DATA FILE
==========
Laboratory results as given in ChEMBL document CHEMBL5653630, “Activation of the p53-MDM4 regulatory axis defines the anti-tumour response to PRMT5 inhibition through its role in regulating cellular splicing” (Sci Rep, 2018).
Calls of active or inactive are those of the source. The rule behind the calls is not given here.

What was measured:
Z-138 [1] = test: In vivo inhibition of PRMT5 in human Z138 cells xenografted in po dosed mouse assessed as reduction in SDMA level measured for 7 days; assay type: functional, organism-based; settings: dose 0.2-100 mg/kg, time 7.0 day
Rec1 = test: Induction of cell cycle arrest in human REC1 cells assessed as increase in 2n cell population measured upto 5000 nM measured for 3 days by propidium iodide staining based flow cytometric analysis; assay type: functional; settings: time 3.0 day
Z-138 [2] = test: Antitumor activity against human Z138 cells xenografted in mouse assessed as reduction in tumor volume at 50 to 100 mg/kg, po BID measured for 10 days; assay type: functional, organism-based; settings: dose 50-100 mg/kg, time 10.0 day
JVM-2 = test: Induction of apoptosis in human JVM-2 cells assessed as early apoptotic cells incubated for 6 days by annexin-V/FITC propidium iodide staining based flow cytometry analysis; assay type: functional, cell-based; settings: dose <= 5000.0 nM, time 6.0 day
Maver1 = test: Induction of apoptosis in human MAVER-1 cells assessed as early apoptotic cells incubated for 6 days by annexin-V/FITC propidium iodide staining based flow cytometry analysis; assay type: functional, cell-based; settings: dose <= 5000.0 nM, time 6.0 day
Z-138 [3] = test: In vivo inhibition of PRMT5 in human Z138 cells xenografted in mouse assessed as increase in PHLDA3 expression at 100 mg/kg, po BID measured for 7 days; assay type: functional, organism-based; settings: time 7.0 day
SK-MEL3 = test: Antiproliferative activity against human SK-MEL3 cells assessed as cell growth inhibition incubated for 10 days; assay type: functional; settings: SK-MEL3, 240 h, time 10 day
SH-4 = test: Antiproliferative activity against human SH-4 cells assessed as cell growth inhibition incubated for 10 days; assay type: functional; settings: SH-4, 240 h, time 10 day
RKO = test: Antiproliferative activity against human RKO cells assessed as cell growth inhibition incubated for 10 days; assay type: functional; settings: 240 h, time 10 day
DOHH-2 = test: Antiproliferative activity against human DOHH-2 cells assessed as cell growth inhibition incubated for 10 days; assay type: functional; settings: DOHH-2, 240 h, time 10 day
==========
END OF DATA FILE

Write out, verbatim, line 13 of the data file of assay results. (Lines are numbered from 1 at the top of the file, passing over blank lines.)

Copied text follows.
DOHH-2 = test: Antiproliferative activity against human DOHH-2 cells assessed as cell growth inhibition incubated for 10 days; assay type: functional; settings: DOHH-2, 240 h, time 10 day